God did not derive his divinity from Mary; but it does not follow that it is therefore wrong to say that God was born of Mary, that God is Mary’s Son, and that Mary is God’s mother...She is the true mother of God and bearer of God...Mary suckled God, rocked God to sleep, prepared broth and soup for God, etc. For God and man are one person, one Christ, one Son, one Jesus, not two Christs.”
But the testimony of sacred scripture isn’t so easily dismissed. And one cannot read this Evangelical terminological delicacy into scripture without tying oneself in exegetical knots.
The Testimony of Scripture
The Bible very seldom says in so many words “Jesus Christ is God.” For the most part, we have to be willing to follow the implications of the language to see what the authors are really saying.
It’s possible, of course, to try to avoid the implications of this language by reinterpreting titles such as “Son of God,” “Lord” and so forth to refer to something other than divinity. Arian-type sects such as the Jehovah’s Witnesses and Mormons do it all the time.
Still, if we’re willing to follow the implications of the language, it’s pretty clear that it’s correct to say that Jesus is God. And it’s equally clear that the death of Jesus is the death of God in the flesh.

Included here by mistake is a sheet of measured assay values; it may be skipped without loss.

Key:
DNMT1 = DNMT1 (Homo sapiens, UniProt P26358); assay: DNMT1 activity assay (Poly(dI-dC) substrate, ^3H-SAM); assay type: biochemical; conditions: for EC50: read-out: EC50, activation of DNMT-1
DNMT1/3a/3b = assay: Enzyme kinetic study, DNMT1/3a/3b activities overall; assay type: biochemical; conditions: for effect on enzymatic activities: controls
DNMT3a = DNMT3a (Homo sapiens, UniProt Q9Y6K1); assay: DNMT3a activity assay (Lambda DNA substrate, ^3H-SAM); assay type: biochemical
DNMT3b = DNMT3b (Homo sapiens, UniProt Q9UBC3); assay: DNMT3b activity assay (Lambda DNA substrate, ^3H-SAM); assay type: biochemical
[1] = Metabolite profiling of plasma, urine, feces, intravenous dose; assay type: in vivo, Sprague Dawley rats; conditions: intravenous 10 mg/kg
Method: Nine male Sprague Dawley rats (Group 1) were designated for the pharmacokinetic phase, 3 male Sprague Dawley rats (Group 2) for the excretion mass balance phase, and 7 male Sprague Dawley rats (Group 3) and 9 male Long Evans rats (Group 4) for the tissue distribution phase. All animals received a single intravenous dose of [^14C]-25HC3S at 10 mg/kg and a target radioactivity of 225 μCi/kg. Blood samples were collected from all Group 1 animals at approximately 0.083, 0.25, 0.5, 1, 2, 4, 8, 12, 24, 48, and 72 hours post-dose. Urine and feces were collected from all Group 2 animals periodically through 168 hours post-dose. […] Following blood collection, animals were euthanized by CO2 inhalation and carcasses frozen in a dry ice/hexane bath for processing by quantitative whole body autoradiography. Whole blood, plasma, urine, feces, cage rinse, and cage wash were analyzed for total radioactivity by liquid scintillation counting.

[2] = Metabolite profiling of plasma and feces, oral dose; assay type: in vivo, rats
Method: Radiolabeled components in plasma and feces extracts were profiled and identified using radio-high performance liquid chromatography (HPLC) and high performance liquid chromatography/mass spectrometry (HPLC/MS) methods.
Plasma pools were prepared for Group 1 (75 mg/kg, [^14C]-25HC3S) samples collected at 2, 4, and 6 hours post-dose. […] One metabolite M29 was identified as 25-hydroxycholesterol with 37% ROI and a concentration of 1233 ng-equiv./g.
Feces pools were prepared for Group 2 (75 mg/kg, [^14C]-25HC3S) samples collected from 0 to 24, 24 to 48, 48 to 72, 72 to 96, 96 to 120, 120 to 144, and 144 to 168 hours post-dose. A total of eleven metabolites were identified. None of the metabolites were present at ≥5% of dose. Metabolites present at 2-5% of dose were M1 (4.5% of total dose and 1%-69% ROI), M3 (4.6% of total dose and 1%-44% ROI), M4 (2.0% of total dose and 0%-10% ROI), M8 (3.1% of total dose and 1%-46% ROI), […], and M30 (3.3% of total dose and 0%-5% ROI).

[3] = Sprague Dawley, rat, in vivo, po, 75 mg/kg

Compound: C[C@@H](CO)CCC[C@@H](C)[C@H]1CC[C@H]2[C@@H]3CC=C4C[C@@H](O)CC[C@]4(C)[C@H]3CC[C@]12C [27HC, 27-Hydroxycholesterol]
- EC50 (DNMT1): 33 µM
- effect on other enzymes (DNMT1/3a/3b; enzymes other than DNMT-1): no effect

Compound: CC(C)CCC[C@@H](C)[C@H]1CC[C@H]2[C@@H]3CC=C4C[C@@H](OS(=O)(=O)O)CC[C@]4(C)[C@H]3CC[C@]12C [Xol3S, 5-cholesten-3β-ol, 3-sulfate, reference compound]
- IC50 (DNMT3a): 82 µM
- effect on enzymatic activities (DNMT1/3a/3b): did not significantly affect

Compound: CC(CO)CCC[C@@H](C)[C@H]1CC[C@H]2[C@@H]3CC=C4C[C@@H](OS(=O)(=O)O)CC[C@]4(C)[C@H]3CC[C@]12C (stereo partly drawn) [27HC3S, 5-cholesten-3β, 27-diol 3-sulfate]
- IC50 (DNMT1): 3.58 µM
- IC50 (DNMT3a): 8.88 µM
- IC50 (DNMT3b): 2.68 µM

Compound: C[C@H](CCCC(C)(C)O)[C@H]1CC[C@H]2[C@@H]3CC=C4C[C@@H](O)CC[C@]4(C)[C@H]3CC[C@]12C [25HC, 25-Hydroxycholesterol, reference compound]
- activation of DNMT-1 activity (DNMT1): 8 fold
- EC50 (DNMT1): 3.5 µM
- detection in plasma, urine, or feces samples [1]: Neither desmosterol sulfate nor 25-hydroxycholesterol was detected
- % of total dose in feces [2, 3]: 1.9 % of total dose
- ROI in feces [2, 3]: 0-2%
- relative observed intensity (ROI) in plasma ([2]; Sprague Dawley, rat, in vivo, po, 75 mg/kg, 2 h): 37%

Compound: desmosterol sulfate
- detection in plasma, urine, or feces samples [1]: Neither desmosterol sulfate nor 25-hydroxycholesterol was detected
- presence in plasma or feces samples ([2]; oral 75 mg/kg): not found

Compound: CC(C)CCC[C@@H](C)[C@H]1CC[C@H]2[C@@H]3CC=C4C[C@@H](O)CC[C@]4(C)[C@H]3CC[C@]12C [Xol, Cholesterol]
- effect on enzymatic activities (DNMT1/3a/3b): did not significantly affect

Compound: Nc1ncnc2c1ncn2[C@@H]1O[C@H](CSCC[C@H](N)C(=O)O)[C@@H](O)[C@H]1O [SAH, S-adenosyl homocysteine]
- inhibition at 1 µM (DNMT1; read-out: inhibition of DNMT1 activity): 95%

One can try to dance around it — but only at the cost of dancing around the deity of Christ itself, by resorting to the same sorts of exegetical dodges that Arian-type sects utilize to deny Jesus’ divinity.
For instance, when St. Paul writes in 1 Corinthians 12, “no one can say ‘Jesus is Lord’ except by the Holy Spirit,” all orthodox Christians recognize what Arian heretics deny, that Paul uses Kurios as a divine title, like the Hebrew term Adonai (“Lord”) used in place of the divine Name when the Hebrew scriptures were read aloud.
But when St. Paul writes one chapter earlier, “For as often as you eat this bread and drink the cup, you proclaim the Lord’s death until he comes” (1 Corinthians 11:26), my Evangelical friend must shift gears and perhaps say something like “Well, in this case ‘Lord’ doesn’t refer to Jesus’ divine Lordship, but only to his human authority” — a move he was already willing to make with Elizabeth’s acclamation of Mary as “the mother of my Lord” (Luke 1:43). This is a dangerous precedent.
He will also have to reinterpret the phrase “Son of God” to refer to something other than Jesus’ divine Sonship when St. Paul writes: “For if while we were enemies we were reconciled to God by the death of his Son, much more, now that we are reconciled, shall we be saved by his life” (Romans 5:10).
Can “His Son” (i.e., God’s Son) be reinterpreted to refer to something other than Jesus’ divine Sonship? I suppose, if one is bent on it. Angels are sons of God. We are all sons of God. There are other interpretive possibilities also. But would any orthodox Christian, reading the term “God’s Son” anywhere else in Romans, interpret it as anything other than a reference to Christ’s Divine Sonship?